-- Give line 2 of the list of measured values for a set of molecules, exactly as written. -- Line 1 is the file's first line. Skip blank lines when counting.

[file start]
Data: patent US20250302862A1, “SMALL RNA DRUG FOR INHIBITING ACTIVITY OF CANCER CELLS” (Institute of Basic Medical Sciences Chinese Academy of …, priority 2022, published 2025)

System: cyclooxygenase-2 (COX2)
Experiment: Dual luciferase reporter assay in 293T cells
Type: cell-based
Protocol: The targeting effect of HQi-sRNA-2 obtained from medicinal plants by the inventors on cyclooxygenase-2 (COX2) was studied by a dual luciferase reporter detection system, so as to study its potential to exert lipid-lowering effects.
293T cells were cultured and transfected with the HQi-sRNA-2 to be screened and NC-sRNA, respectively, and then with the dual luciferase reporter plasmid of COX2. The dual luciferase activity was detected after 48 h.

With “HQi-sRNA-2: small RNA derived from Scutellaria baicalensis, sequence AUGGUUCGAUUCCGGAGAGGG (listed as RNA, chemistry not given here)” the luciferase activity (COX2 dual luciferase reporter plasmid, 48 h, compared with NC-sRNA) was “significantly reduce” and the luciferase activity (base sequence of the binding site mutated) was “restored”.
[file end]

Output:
System: cyclooxygenase-2 (COX2)